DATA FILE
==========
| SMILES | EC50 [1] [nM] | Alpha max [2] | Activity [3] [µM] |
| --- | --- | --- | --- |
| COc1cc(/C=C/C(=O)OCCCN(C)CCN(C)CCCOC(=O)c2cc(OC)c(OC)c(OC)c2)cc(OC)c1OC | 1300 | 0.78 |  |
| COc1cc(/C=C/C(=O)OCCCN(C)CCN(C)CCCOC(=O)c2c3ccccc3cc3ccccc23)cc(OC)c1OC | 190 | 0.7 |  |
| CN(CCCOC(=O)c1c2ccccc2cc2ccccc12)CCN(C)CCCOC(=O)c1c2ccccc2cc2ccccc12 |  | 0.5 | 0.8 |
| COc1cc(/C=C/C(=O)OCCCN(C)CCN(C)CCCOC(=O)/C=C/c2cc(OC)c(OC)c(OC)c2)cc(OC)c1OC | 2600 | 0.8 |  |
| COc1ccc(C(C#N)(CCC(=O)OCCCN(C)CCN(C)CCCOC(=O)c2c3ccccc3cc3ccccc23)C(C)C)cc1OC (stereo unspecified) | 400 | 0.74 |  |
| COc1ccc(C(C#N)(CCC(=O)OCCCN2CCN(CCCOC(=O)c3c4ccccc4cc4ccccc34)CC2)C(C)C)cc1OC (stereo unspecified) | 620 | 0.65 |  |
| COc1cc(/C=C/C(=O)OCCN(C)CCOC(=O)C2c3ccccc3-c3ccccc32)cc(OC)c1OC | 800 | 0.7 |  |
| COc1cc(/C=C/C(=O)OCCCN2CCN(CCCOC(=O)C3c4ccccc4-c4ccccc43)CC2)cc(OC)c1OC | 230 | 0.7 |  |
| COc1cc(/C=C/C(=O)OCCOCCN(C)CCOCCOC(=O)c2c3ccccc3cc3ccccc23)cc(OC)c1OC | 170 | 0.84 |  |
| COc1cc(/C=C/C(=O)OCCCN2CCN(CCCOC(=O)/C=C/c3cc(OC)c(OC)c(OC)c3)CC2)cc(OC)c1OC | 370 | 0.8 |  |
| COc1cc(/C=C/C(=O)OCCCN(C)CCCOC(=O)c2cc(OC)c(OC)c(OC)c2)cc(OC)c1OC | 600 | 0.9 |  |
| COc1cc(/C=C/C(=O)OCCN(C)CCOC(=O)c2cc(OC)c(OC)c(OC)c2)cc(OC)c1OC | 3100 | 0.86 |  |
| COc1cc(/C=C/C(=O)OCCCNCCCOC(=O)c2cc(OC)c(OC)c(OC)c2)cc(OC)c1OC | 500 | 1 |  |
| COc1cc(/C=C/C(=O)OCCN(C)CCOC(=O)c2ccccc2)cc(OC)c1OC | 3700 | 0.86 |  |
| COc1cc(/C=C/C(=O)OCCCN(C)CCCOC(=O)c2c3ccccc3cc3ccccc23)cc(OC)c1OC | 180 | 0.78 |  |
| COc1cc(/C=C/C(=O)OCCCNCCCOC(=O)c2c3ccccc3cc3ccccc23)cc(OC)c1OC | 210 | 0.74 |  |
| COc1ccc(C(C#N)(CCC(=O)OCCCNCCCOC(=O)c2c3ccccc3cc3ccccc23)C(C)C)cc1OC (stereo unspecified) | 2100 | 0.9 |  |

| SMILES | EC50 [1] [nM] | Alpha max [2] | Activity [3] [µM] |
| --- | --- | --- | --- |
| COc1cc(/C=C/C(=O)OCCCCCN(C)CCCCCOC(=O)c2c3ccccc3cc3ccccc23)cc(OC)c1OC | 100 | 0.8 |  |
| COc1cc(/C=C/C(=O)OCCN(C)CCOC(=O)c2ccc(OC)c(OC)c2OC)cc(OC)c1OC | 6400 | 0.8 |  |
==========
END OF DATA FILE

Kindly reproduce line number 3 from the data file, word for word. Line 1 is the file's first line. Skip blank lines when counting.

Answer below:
| COc1cc(/C=C/C(=O)OCCCN(C)CCN(C)CCCOC(=O)c2cc(OC)c(OC)c(OC)c2)cc(OC)c1OC | 1300 | 0.78 |  |